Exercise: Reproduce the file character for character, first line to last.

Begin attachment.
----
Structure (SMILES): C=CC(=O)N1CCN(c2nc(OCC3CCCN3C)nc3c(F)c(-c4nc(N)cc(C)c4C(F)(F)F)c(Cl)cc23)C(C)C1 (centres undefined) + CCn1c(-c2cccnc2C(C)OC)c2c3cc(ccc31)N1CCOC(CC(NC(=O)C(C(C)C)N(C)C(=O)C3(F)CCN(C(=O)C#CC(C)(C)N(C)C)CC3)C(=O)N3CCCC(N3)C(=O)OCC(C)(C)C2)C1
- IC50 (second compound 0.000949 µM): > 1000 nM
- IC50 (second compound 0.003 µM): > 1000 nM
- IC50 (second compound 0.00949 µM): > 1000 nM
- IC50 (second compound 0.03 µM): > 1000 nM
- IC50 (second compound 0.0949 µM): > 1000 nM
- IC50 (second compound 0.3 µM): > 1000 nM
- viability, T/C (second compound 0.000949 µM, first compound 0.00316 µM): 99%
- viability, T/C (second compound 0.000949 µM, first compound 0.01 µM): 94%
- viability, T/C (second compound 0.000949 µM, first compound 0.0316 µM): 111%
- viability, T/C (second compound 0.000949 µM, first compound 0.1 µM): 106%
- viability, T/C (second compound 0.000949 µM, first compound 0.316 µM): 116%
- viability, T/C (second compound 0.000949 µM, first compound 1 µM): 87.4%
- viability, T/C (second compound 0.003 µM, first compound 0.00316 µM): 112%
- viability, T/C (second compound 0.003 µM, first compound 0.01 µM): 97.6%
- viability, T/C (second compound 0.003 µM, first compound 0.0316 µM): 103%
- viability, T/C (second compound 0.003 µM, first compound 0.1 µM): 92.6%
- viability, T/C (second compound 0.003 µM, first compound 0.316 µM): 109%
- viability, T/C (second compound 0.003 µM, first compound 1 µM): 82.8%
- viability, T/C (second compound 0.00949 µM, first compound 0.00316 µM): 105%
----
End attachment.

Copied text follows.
Structure (SMILES): C=CC(=O)N1CCN(c2nc(OCC3CCCN3C)nc3c(F)c(-c4nc(N)cc(C)c4C(F)(F)F)c(Cl)cc23)C(C)C1 (centres undefined) + CCn1c(-c2cccnc2C(C)OC)c2c3cc(ccc31)N1CCOC(CC(NC(=O)C(C(C)C)N(C)C(=O)C3(F)CCN(C(=O)C#CC(C)(C)N(C)C)CC3)C(=O)N3CCCC(N3)C(=O)OCC(C)(C)C2)C1
- IC50 (second compound 0.000949 µM): > 1000 nM
- IC50 (second compound 0.003 µM): > 1000 nM
- IC50 (second compound 0.00949 µM): > 1000 nM
- IC50 (second compound 0.03 µM): > 1000 nM
- IC50 (second compound 0.0949 µM): > 1000 nM
- IC50 (second compound 0.3 µM): > 1000 nM
- viability, T/C (second compound 0.000949 µM, first compound 0.00316 µM): 99%
- viability, T/C (second compound 0.000949 µM, first compound 0.01 µM): 94%
- viability, T/C (second compound 0.000949 µM, first compound 0.0316 µM): 111%
- viability, T/C (second compound 0.000949 µM, first compound 0.1 µM): 106%
- viability, T/C (second compound 0.000949 µM, first compound 0.316 µM): 116%
- viability, T/C (second compound 0.000949 µM, first compound 1 µM): 87.4%
- viability, T/C (second compound 0.003 µM, first compound 0.00316 µM): 112%
- viability, T/C (second compound 0.003 µM, first compound 0.01 µM): 97.6%
- viability, T/C (second compound 0.003 µM, first compound 0.0316 µM): 103%
- viability, T/C (second compound 0.003 µM, first compound 0.1 µM): 92.6%
- viability, T/C (second compound 0.003 µM, first compound 0.316 µM): 109%
- viability, T/C (second compound 0.003 µM, first compound 1 µM): 82.8%
- viability, T/C (second compound 0.00949 µM, first compound 0.00316 µM): 105%